No good deed goes unpunished. Recently, purely on a whim, I decided to turn on the radio. Within minutes, I was subjected to the new campaign jingle for the ruling party. It was a sort of refashioning of the freakishly popular jingle from 2014, this time rhyming “raftaar”, “ek baar” and “Modi sarkar”.
Mind you, this has happened quite late in the election cycle, probably towards the latter parts of the 10,000 phases we’ve had so far. And yet, I hadn’t heard it before. It hadn’t created a buzz in the bubble-like demographic I exist in, unlike last time.
There’s another video on YouTube, titled ‘Raftaar – Phir Ek Baar Modi Sarkar’, put out by the official BJP channel that has 1.5 million subscribers. Yet, at the time of writing, the video’s been out for 11 days and has managed only 3,70,000 views. Rather than suggesting any real disgruntlement with the party, I’d wager that the lack of chatter is because the novelty of the concept has worn off. In 2014, all this stuff was fun and exciting. This time, in what can only be called the hyper-information age, it’s predictable.
As I sat out the 45-second BJP jingle, I couldn’t help but remember a song I’d suppressed a while ago. I’m talking, of course, about ‘Lamberghini’ (sic) by The Doorbeen featuring Ragini. Just a month or two ago, this bloody song was everywhere. In Ubers, on TV, on the Net, at restaurants and bars. I had a spate of weddings to go to earlier this year, and each one had ‘Lamberghini’ playing four or five times a night. It was a nightmare.
Actually, it wasn’t. Truth be told, I couldn’t help but enjoy it. It was just so damn catchy. I couldn’t decide if my appreciation for it was ironic. Or because the melody, the main hook of the song, is taken from an old Punjabi folk song that has been used often down the years. Or because of its ubiquity.
This happens often with viral songs now. Something will appear out of nowhere and take over public consciousness for a few weeks or months — and then drop off the face of the earth. Remember Ed Sheeran’s ‘Shape Of You’? Or the brilliant ‘Despacito’? Or, closer home, ‘Apna Time Aayega’?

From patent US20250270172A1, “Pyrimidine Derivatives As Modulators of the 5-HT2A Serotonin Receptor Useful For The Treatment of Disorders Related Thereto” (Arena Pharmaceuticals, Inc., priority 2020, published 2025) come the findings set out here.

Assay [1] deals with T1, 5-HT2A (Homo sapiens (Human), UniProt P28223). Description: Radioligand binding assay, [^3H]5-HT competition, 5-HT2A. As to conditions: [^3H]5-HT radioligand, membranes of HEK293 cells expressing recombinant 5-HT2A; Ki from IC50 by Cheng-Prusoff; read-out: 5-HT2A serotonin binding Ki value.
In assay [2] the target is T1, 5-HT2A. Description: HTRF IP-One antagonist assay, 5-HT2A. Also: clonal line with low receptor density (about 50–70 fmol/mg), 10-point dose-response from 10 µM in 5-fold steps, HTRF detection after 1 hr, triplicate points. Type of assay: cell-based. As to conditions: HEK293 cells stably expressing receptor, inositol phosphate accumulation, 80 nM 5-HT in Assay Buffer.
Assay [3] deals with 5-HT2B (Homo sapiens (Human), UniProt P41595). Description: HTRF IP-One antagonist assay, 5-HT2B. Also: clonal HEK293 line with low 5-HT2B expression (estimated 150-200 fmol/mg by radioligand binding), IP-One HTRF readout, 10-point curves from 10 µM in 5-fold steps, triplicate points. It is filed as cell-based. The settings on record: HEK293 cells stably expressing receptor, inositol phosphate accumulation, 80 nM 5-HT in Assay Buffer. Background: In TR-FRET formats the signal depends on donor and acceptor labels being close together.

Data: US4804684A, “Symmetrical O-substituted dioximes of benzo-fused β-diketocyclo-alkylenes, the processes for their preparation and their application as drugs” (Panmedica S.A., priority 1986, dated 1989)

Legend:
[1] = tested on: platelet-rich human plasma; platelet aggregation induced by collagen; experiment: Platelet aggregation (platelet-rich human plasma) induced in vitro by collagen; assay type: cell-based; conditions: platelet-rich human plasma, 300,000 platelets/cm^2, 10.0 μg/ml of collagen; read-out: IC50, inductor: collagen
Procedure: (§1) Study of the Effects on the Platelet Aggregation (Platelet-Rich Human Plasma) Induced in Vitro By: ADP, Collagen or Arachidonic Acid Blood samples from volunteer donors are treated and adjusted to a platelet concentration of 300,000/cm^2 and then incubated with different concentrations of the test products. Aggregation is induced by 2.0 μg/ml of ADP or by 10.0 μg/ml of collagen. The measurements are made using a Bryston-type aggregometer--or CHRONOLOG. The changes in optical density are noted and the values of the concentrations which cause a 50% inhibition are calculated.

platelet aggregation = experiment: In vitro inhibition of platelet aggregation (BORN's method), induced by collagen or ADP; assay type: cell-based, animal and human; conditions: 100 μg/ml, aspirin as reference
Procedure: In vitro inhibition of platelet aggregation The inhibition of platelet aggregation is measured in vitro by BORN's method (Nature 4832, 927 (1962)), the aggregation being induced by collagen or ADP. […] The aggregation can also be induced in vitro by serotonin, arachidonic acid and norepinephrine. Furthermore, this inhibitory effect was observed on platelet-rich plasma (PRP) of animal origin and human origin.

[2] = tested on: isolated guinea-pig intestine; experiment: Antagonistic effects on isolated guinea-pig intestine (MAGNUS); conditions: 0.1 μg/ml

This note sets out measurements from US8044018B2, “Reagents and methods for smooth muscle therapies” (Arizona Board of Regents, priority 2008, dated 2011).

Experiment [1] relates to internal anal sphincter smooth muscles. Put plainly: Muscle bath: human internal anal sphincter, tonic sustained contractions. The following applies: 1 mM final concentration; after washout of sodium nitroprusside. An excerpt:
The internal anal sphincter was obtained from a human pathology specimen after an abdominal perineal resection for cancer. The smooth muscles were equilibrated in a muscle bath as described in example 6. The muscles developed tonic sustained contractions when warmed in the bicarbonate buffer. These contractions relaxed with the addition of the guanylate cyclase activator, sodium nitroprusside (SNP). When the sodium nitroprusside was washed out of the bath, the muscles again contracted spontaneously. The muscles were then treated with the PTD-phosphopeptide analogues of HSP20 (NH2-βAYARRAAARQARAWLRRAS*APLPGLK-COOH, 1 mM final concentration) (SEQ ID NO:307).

This isn’t strictly new. When I was growing up, there was ‘Macarena’. Then came the ‘The Ketchup Song’. Not so long ago, ‘Gangnam Style’ by Psy was the most viewed video on YouTube. But what has changed is the life cycle of these earworms. They tend to last, now, for shorter bursts, after which the next new thing takes over. Which is at odds with how music in general works. When I like a song/ album, I tend to stick with it.
That rule doesn’t seem to apply to these flippant one-offs, which are basically defective time-bombs. There’s a brief period of mass panic as the clock ticks. And then there’s an implosion. Is it because of the quality? Objectively judging whether a piece of music is ‘good’ or ‘bad’ is fraught terrain and quite meaningless. But in terms of technicality, it could be the easily accessible notes and scales these songs use. Melodies which can be digested quickly and just as quickly excreted. A lot of music I like tends to grow on me. But not these songs. I hear them once, they get lodged in my head, then I forcefully eject them.
Or do they gain this mass appeal not because of any aesthetic wizardry but simply a sophisticated marketing campaign? If something is everywhere, then it’s bound to incite conversation. Some people will naturally hate it, and they’ll post excruciating updates about it on social media, as with ‘Lamberghini’. It only further increases the song’s visibility.
Or, just as likely, is it a case of there just being too much information out there? For every annoying viral song, we’ll have a readymade replacement within weeks, making for seamless motion. It makes more sense, then, to have a healthy distance — a kind of cynical detachment — from contemporary popular trends. Not out of any misplaced snobbery but purely as a means of self-preservation.
The author and freelance culture writer from New Delhi wishes he’d studied engineering instead.